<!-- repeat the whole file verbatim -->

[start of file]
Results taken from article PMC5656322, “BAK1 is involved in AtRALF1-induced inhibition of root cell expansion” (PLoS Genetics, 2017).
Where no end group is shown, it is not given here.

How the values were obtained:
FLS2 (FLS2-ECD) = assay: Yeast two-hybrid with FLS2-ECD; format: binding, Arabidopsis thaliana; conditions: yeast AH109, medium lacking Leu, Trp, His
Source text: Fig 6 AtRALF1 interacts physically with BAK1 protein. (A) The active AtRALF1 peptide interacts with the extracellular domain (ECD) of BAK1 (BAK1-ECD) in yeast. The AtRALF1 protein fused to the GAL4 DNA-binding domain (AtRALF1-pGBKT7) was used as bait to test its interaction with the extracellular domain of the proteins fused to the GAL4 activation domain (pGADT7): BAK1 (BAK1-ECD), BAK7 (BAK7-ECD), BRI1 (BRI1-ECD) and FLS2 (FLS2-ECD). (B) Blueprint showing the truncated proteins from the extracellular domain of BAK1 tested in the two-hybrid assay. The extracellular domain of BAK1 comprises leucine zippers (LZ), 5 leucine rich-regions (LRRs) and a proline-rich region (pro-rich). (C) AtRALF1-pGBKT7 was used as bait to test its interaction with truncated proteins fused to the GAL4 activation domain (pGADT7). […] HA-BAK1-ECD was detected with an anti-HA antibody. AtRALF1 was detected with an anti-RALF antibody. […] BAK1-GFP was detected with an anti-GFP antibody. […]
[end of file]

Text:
Results taken from article PMC5656322, “BAK1 is involved in AtRALF1-induced inhibition of root cell expansion” (PLoS Genetics, 2017).
Where no end group is shown, it is not given here.

How the values were obtained:
FLS2 (FLS2-ECD) = assay: Yeast two-hybrid with FLS2-ECD; format: binding, Arabidopsis thaliana; conditions: yeast AH109, medium lacking Leu, Trp, His
Source text: Fig 6 AtRALF1 interacts physically with BAK1 protein. (A) The active AtRALF1 peptide interacts with the extracellular domain (ECD) of BAK1 (BAK1-ECD) in yeast. The AtRALF1 protein fused to the GAL4 DNA-binding domain (AtRALF1-pGBKT7) was used as bait to test its interaction with the extracellular domain of the proteins fused to the GAL4 activation domain (pGADT7): BAK1 (BAK1-ECD), BAK7 (BAK7-ECD), BRI1 (BRI1-ECD) and FLS2 (FLS2-ECD). (B) Blueprint showing the truncated proteins from the extracellular domain of BAK1 tested in the two-hybrid assay. The extracellular domain of BAK1 comprises leucine zippers (LZ), 5 leucine rich-regions (LRRs) and a proline-rich region (pro-rich). (C) AtRALF1-pGBKT7 was used as bait to test its interaction with truncated proteins fused to the GAL4 activation domain (pGADT7). […] HA-BAK1-ECD was detected with an anti-HA antibody. AtRALF1 was detected with an anti-RALF antibody. […] BAK1-GFP was detected with an anti-GFP antibody. […]